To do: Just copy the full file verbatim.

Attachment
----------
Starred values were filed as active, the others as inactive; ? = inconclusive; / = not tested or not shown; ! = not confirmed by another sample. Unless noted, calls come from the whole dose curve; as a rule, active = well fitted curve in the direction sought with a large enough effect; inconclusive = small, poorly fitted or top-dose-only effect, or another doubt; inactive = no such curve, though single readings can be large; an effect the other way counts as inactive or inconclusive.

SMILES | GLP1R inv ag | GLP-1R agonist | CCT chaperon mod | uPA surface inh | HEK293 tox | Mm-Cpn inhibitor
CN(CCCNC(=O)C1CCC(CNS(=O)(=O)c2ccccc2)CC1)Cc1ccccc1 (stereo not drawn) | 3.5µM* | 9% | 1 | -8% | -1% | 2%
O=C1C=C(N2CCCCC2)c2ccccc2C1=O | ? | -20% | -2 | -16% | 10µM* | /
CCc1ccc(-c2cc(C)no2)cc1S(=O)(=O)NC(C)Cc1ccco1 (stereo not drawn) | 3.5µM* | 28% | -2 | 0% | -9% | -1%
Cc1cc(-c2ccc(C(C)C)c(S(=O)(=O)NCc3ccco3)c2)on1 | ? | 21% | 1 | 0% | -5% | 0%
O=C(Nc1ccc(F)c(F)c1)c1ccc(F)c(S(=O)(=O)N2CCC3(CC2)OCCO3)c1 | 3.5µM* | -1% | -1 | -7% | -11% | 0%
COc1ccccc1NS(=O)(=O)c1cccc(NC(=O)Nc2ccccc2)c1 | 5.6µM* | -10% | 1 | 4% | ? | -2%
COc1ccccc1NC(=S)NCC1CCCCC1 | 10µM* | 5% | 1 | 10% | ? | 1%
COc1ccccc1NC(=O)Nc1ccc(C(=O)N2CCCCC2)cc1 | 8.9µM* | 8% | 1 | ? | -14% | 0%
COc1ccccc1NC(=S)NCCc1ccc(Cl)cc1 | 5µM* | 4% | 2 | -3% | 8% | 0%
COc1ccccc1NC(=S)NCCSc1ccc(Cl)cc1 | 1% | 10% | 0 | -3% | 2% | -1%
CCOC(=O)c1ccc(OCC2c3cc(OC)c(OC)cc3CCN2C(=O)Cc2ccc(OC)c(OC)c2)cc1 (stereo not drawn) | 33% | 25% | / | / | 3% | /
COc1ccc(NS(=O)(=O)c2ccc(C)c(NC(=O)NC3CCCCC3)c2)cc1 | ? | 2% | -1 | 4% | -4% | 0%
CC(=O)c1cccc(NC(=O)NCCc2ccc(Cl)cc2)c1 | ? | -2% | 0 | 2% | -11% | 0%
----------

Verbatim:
Starred values were filed as active, the others as inactive; ? = inconclusive; / = not tested or not shown; ! = not confirmed by another sample. Unless noted, calls come from the whole dose curve; as a rule, active = well fitted curve in the direction sought with a large enough effect; inconclusive = small, poorly fitted or top-dose-only effect, or another doubt; inactive = no such curve, though single readings can be large; an effect the other way counts as inactive or inconclusive.

SMILES | GLP1R inv ag | GLP-1R agonist | CCT chaperon mod | uPA surface inh | HEK293 tox | Mm-Cpn inhibitor
CN(CCCNC(=O)C1CCC(CNS(=O)(=O)c2ccccc2)CC1)Cc1ccccc1 (stereo not drawn) | 3.5µM* | 9% | 1 | -8% | -1% | 2%
O=C1C=C(N2CCCCC2)c2ccccc2C1=O | ? | -20% | -2 | -16% | 10µM* | /
CCc1ccc(-c2cc(C)no2)cc1S(=O)(=O)NC(C)Cc1ccco1 (stereo not drawn) | 3.5µM* | 28% | -2 | 0% | -9% | -1%
Cc1cc(-c2ccc(C(C)C)c(S(=O)(=O)NCc3ccco3)c2)on1 | ? | 21% | 1 | 0% | -5% | 0%
O=C(Nc1ccc(F)c(F)c1)c1ccc(F)c(S(=O)(=O)N2CCC3(CC2)OCCO3)c1 | 3.5µM* | -1% | -1 | -7% | -11% | 0%
COc1ccccc1NS(=O)(=O)c1cccc(NC(=O)Nc2ccccc2)c1 | 5.6µM* | -10% | 1 | 4% | ? | -2%
COc1ccccc1NC(=S)NCC1CCCCC1 | 10µM* | 5% | 1 | 10% | ? | 1%
COc1ccccc1NC(=O)Nc1ccc(C(=O)N2CCCCC2)cc1 | 8.9µM* | 8% | 1 | ? | -14% | 0%
COc1ccccc1NC(=S)NCCc1ccc(Cl)cc1 | 5µM* | 4% | 2 | -3% | 8% | 0%
COc1ccccc1NC(=S)NCCSc1ccc(Cl)cc1 | 1% | 10% | 0 | -3% | 2% | -1%
CCOC(=O)c1ccc(OCC2c3cc(OC)c(OC)cc3CCN2C(=O)Cc2ccc(OC)c(OC)c2)cc1 (stereo not drawn) | 33% | 25% | / | / | 3% | /
COc1ccc(NS(=O)(=O)c2ccc(C)c(NC(=O)NC3CCCCC3)c2)cc1 | ? | 2% | -1 | 4% | -4% | 0%
CC(=O)c1cccc(NC(=O)NCCc2ccc(Cl)cc2)c1 | ? | -2% | 0 | 2% | -11% | 0%